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Thu, Sep 27, 2007 at 11:46:27 PM | Teaching revit

#1

snowie


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Hi,

I am trying to convice my colleagues at the school I am teaching now to introduce Revit to the program. This is a very big school in the midwest and so the school has a campus license already. I told my colleagues several times to install the program to our labs so students can at least use it. But then, they say AutoCAD is an industry standard and we do not want to let students use too many programs. 

Again, I talked about it today and they told me to get some statistics that Revit is used more in the industry than AutoCAD. I know AutoCAD is used more out there and do not know how to pursuade them. Personally, I want to teach Revit, but not even getting close to it. 

Any good idea or numbers or facts I can use? 

 

 

 


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Fri, Sep 28, 2007 at 3:52:49 AM | Teaching revit

#2

KimWong


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Maybe you want to refer to this article in the forum to back up your arguement. 

2007-05-09

Revit Seats Grow by 100% Over Past Year, Autodesk Reports


-----------------------------------
G'day mate. I am migrating to Sydney, Australia. Looking for Revit Architect position. Any taker? Thanks. Kim Wong.

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Fri, Sep 28, 2007 at 4:53:15 AM | Teaching revit

#3

coreed


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High Schools and Colleges all across the contry are starting introduce Revit. Your colleagues should have no problems finding info. Revit will probably never surpass straight Autocad in the market place because it is for deciplines. But when it comes to the AEC market, who knows?


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coreed,aia

bmpArchitects,Inc.

"Revit has to be implemented, Not installed." 

Long Live Revit

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Wed, Oct 3, 2007 at 1:26:35 AM | Teaching revit

#4

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This was written last year by Paul Seletsky, Associate AIA, the Director of Digital Design for Skidmore Owings and Merrill’s New York office. It was published in the AECbytes.com newsletter.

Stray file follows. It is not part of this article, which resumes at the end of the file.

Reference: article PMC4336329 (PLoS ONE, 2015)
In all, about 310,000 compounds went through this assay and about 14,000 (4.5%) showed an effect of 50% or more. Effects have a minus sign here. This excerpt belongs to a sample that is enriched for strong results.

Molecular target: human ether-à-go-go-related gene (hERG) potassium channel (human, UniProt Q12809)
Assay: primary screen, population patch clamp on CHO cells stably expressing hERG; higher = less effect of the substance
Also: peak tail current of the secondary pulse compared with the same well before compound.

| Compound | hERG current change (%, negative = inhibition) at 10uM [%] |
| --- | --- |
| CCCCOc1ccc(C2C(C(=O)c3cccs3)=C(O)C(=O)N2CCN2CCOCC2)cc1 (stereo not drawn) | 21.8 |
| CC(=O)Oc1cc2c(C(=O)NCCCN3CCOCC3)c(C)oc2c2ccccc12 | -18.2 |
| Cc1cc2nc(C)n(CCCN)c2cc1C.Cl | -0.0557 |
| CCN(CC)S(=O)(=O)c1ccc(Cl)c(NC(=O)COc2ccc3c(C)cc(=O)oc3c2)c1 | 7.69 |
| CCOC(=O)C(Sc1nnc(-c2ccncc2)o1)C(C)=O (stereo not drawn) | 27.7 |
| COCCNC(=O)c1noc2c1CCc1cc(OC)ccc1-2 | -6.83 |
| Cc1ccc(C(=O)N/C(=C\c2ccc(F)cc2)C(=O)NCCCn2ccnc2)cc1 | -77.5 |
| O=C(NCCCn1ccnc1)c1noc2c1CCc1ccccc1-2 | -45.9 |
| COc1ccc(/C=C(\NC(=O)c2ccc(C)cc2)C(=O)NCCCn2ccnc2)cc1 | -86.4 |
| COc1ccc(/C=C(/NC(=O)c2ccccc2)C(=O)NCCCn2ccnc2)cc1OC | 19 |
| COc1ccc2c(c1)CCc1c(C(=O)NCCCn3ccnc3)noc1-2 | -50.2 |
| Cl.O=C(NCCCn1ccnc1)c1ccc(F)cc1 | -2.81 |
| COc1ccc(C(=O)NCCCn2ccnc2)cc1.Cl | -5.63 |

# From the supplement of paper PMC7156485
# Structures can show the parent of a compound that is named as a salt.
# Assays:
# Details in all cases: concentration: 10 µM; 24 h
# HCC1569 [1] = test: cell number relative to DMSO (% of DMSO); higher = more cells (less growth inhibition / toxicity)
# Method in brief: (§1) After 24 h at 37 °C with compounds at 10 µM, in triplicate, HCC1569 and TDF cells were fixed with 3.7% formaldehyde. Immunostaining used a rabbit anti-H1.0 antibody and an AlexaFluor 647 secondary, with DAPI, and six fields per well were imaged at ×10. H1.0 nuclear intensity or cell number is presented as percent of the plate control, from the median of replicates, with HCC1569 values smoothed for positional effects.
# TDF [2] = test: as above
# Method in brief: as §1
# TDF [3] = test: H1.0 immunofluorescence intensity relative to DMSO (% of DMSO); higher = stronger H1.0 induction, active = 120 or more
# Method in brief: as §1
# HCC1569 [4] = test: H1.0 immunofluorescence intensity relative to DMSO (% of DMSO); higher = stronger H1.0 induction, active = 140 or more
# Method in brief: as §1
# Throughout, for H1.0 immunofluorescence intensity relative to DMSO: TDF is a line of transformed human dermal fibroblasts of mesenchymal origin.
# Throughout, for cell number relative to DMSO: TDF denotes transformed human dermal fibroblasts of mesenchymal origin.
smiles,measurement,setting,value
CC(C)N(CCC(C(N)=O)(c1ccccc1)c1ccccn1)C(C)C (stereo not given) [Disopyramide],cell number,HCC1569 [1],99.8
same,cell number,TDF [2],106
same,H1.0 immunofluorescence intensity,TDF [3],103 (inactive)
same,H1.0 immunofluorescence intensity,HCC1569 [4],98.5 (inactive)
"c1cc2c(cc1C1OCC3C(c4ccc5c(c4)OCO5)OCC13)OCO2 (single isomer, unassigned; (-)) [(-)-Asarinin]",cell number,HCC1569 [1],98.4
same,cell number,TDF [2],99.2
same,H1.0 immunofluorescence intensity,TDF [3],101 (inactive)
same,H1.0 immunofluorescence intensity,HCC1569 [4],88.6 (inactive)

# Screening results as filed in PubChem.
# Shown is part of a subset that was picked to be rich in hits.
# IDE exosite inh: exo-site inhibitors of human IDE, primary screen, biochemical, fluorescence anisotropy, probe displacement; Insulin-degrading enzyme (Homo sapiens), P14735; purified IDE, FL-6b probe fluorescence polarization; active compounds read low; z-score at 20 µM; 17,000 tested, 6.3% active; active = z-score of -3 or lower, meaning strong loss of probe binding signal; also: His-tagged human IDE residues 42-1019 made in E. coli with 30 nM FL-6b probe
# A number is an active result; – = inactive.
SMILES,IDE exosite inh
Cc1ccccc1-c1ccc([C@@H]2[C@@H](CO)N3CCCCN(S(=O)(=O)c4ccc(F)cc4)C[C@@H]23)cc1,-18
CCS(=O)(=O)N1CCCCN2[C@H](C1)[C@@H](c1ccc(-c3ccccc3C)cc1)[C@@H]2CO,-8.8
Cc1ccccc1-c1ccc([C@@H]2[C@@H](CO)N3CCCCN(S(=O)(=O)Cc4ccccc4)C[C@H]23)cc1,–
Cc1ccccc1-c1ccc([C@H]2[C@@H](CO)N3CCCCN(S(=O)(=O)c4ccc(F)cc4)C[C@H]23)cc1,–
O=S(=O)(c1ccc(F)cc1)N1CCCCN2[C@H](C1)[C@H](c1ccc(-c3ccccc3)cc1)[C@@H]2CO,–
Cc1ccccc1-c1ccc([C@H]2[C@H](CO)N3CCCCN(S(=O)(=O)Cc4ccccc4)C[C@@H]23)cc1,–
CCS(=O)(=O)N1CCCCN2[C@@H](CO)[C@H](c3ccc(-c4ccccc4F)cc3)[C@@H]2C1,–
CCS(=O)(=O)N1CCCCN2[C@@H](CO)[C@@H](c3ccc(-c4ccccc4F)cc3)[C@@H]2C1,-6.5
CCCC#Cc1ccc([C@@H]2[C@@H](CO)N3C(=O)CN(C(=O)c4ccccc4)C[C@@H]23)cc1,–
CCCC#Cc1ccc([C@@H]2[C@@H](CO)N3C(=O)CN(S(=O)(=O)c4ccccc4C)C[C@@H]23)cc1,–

Questioning the Role of BIM in Architectural Education: A Counter-Viewpoint

Take a look at the AIA job banks and engineering placement agencies; we can't find enough arehictects and engineers that know Revit to fill the waiting jobs for this BIM process.

Our Autodesk spokesperson in Chicago, an AIA architect, has shared with us that more than 60 high schools in Chicago have already created programs specific to building design using Revit.

BIM Goes to School (PDF) Download

Autodesk Launches Academic Certification Program to Help Prepare the Next Generation of Professionals this is a press release by Daratech (statistics crunchers) 9/2007

Autodesk Helps Bridge Gap Between Education and Industry press release from ThomasNet-Industrial Newsroom on connecting Nebraska schools to current and local industry required software.

  1-2-3 Revit: BIM Goes to School By Bill Rundell, AIA. While this is a 2005 article, at that time more than 80 colleges and universities were using Revit for their architect and engineering programs.

Many of these links came from the first 2 pages of Google...I imagine a few more minutes on Yahoo and you would have more, overwhelming, compelling market driven research to share with your colleagues.

Just in case, let's leave them with a popular YouTube video Crying10 million+ views) that my wife brought back from her Administrator's conference at the Tech College. It statistically challenges our ability to compete for jobs between our US students and the rest of the world. It's about 6 minutes long...

Go for It!

Cheers


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Wed, Oct 3, 2007 at 2:21:42 PM | Teaching revit

#5

KimWong


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Here in Malaysia, we have a similar introduction of Revit at Colleges and Universities back in 2005. Maybe the students are not as smart as those in US. I learnt the feedback from the institutions have not been very good. Students have found Revit too difficult to use for their projects. Revit is just too rigid to use and lack the flexibilty in allowing expression of ideas in free from. And it required great understanding of construction knowledge. I am sure most of us has struggled to use Revit in the beginning. However, after many years of experienced in the construction industry has certainly help in learning Revit. This the student lack. Yes, they lack the understaking on how building parts are put together. This is even made worst as the instructors too lack construction experiences. We also lack good knowledable instructor. So I would not be surprised they have abandoned the idea of teaching Revit to college student. From what I know, SketchUp is very popular with the students here.